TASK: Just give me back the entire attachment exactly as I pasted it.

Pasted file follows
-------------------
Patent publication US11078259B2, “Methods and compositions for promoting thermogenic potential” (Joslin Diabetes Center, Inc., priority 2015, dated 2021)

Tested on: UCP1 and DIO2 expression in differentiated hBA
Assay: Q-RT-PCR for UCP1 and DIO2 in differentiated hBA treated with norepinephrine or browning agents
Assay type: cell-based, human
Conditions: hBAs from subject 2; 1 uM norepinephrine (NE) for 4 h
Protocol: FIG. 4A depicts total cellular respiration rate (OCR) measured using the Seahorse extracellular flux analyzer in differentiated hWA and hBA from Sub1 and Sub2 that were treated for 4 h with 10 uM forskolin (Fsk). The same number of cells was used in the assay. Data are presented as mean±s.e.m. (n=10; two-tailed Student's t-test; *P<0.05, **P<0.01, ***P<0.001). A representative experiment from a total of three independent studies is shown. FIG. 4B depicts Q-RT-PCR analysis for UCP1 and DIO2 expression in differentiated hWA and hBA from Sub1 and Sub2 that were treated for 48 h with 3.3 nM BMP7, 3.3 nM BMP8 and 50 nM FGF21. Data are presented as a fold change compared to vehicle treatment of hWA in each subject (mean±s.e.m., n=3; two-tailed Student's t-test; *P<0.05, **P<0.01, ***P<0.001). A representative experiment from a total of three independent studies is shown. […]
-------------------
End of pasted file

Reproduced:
Patent publication US11078259B2, “Methods and compositions for promoting thermogenic potential” (Joslin Diabetes Center, Inc., priority 2015, dated 2021)

Tested on: UCP1 and DIO2 expression in differentiated hBA
Assay: Q-RT-PCR for UCP1 and DIO2 in differentiated hBA treated with norepinephrine or browning agents
Assay type: cell-based, human
Conditions: hBAs from subject 2; 1 uM norepinephrine (NE) for 4 h
Protocol: FIG. 4A depicts total cellular respiration rate (OCR) measured using the Seahorse extracellular flux analyzer in differentiated hWA and hBA from Sub1 and Sub2 that were treated for 4 h with 10 uM forskolin (Fsk). The same number of cells was used in the assay. Data are presented as mean±s.e.m. (n=10; two-tailed Student's t-test; *P<0.05, **P<0.01, ***P<0.001). A representative experiment from a total of three independent studies is shown. FIG. 4B depicts Q-RT-PCR analysis for UCP1 and DIO2 expression in differentiated hWA and hBA from Sub1 and Sub2 that were treated for 48 h with 3.3 nM BMP7, 3.3 nM BMP8 and 50 nM FGF21. Data are presented as a fold change compared to vehicle treatment of hWA in each subject (mean±s.e.m., n=3; two-tailed Student's t-test; *P<0.05, **P<0.01, ***P<0.001). A representative experiment from a total of three independent studies is shown. […]